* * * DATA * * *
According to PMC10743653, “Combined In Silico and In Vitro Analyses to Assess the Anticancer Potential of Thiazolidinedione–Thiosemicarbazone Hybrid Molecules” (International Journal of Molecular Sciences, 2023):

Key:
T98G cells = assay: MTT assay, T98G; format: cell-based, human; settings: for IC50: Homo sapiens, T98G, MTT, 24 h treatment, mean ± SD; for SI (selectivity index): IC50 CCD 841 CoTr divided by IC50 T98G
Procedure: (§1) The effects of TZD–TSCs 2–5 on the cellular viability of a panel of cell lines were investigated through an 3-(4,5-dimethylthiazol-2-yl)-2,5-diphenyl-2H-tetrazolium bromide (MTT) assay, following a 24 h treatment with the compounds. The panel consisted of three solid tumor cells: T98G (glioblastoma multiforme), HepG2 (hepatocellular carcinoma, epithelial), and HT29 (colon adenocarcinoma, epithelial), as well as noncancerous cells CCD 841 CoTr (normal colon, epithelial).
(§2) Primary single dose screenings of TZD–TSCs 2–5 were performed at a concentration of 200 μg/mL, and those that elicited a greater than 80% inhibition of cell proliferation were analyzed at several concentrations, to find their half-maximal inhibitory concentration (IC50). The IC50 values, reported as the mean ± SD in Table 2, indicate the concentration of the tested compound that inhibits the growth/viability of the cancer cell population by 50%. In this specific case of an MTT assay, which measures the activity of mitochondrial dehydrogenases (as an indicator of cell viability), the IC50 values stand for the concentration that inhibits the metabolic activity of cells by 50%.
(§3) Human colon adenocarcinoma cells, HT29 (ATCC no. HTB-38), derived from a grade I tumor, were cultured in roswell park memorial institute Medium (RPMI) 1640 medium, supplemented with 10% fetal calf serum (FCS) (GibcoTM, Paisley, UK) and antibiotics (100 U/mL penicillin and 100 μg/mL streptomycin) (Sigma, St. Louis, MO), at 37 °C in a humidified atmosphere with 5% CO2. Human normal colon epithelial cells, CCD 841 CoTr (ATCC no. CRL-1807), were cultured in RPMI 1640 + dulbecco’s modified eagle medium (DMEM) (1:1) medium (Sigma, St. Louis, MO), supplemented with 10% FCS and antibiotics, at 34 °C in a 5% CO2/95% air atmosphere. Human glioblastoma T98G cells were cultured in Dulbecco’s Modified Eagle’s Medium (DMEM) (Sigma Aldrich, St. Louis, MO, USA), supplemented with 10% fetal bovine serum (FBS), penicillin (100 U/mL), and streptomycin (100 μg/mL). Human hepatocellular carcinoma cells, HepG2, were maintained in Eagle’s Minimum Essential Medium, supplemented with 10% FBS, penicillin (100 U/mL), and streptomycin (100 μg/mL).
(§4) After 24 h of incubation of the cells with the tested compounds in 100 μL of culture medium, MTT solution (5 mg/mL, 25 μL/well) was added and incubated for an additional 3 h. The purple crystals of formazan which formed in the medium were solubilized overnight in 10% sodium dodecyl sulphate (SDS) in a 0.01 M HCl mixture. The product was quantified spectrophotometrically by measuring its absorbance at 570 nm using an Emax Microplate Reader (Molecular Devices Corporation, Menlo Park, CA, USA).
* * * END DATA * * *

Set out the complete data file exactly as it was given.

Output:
According to PMC10743653, “Combined In Silico and In Vitro Analyses to Assess the Anticancer Potential of Thiazolidinedione–Thiosemicarbazone Hybrid Molecules” (International Journal of Molecular Sciences, 2023):

Key:
T98G cells = assay: MTT assay, T98G; format: cell-based, human; settings: for IC50: Homo sapiens, T98G, MTT, 24 h treatment, mean ± SD; for SI (selectivity index): IC50 CCD 841 CoTr divided by IC50 T98G
Procedure: (§1) The effects of TZD–TSCs 2–5 on the cellular viability of a panel of cell lines were investigated through an 3-(4,5-dimethylthiazol-2-yl)-2,5-diphenyl-2H-tetrazolium bromide (MTT) assay, following a 24 h treatment with the compounds. The panel consisted of three solid tumor cells: T98G (glioblastoma multiforme), HepG2 (hepatocellular carcinoma, epithelial), and HT29 (colon adenocarcinoma, epithelial), as well as noncancerous cells CCD 841 CoTr (normal colon, epithelial).
(§2) Primary single dose screenings of TZD–TSCs 2–5 were performed at a concentration of 200 μg/mL, and those that elicited a greater than 80% inhibition of cell proliferation were analyzed at several concentrations, to find their half-maximal inhibitory concentration (IC50). The IC50 values, reported as the mean ± SD in Table 2, indicate the concentration of the tested compound that inhibits the growth/viability of the cancer cell population by 50%. In this specific case of an MTT assay, which measures the activity of mitochondrial dehydrogenases (as an indicator of cell viability), the IC50 values stand for the concentration that inhibits the metabolic activity of cells by 50%.
(§3) Human colon adenocarcinoma cells, HT29 (ATCC no. HTB-38), derived from a grade I tumor, were cultured in roswell park memorial institute Medium (RPMI) 1640 medium, supplemented with 10% fetal calf serum (FCS) (GibcoTM, Paisley, UK) and antibiotics (100 U/mL penicillin and 100 μg/mL streptomycin) (Sigma, St. Louis, MO), at 37 °C in a humidified atmosphere with 5% CO2. Human normal colon epithelial cells, CCD 841 CoTr (ATCC no. CRL-1807), were cultured in RPMI 1640 + dulbecco’s modified eagle medium (DMEM) (1:1) medium (Sigma, St. Louis, MO), supplemented with 10% FCS and antibiotics, at 34 °C in a 5% CO2/95% air atmosphere. Human glioblastoma T98G cells were cultured in Dulbecco’s Modified Eagle’s Medium (DMEM) (Sigma Aldrich, St. Louis, MO, USA), supplemented with 10% fetal bovine serum (FBS), penicillin (100 U/mL), and streptomycin (100 μg/mL). Human hepatocellular carcinoma cells, HepG2, were maintained in Eagle’s Minimum Essential Medium, supplemented with 10% FBS, penicillin (100 U/mL), and streptomycin (100 μg/mL).
(§4) After 24 h of incubation of the cells with the tested compounds in 100 μL of culture medium, MTT solution (5 mg/mL, 25 μL/well) was added and incubated for an additional 3 h. The purple crystals of formazan which formed in the medium were solubilized overnight in 10% sodium dodecyl sulphate (SDS) in a 0.01 M HCl mixture. The product was quantified spectrophotometrically by measuring its absorbance at 570 nm using an Emax Microplate Reader (Molecular Devices Corporation, Menlo Park, CA, USA).